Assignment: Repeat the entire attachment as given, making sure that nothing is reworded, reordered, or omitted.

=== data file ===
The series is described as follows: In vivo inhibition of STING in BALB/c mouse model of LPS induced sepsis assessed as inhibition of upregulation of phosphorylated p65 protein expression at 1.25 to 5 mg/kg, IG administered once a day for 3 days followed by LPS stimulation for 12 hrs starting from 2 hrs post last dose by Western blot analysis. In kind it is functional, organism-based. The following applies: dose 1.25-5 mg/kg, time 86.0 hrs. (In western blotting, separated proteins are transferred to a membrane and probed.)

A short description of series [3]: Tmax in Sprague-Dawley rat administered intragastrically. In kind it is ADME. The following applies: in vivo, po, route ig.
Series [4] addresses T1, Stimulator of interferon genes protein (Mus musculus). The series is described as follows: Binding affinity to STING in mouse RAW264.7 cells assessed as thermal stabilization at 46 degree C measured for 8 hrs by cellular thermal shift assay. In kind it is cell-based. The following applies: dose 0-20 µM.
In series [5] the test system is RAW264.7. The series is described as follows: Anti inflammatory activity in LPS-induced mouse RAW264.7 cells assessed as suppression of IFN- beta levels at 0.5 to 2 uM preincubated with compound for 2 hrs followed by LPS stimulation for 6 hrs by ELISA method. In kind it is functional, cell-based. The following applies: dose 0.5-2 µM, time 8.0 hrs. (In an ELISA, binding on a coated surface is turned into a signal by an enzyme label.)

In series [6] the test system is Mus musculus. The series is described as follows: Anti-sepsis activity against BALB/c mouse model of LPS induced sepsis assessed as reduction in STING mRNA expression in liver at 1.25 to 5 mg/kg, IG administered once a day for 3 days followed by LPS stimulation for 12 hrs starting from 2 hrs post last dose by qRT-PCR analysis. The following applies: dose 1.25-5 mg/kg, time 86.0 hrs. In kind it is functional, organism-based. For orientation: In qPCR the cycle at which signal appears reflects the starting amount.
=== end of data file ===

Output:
The series is described as follows: In vivo inhibition of STING in BALB/c mouse model of LPS induced sepsis assessed as inhibition of upregulation of phosphorylated p65 protein expression at 1.25 to 5 mg/kg, IG administered once a day for 3 days followed by LPS stimulation for 12 hrs starting from 2 hrs post last dose by Western blot analysis. In kind it is functional, organism-based. The following applies: dose 1.25-5 mg/kg, time 86.0 hrs. (In western blotting, separated proteins are transferred to a membrane and probed.)

A short description of series [3]: Tmax in Sprague-Dawley rat administered intragastrically. In kind it is ADME. The following applies: in vivo, po, route ig.
Series [4] addresses T1, Stimulator of interferon genes protein (Mus musculus). The series is described as follows: Binding affinity to STING in mouse RAW264.7 cells assessed as thermal stabilization at 46 degree C measured for 8 hrs by cellular thermal shift assay. In kind it is cell-based. The following applies: dose 0-20 µM.
In series [5] the test system is RAW264.7. The series is described as follows: Anti inflammatory activity in LPS-induced mouse RAW264.7 cells assessed as suppression of IFN- beta levels at 0.5 to 2 uM preincubated with compound for 2 hrs followed by LPS stimulation for 6 hrs by ELISA method. In kind it is functional, cell-based. The following applies: dose 0.5-2 µM, time 8.0 hrs. (In an ELISA, binding on a coated surface is turned into a signal by an enzyme label.)

In series [6] the test system is Mus musculus. The series is described as follows: Anti-sepsis activity against BALB/c mouse model of LPS induced sepsis assessed as reduction in STING mRNA expression in liver at 1.25 to 5 mg/kg, IG administered once a day for 3 days followed by LPS stimulation for 12 hrs starting from 2 hrs post last dose by qRT-PCR analysis. The following applies: dose 1.25-5 mg/kg, time 86.0 hrs. In kind it is functional, organism-based. For orientation: In qPCR the cycle at which signal appears reflects the starting amount.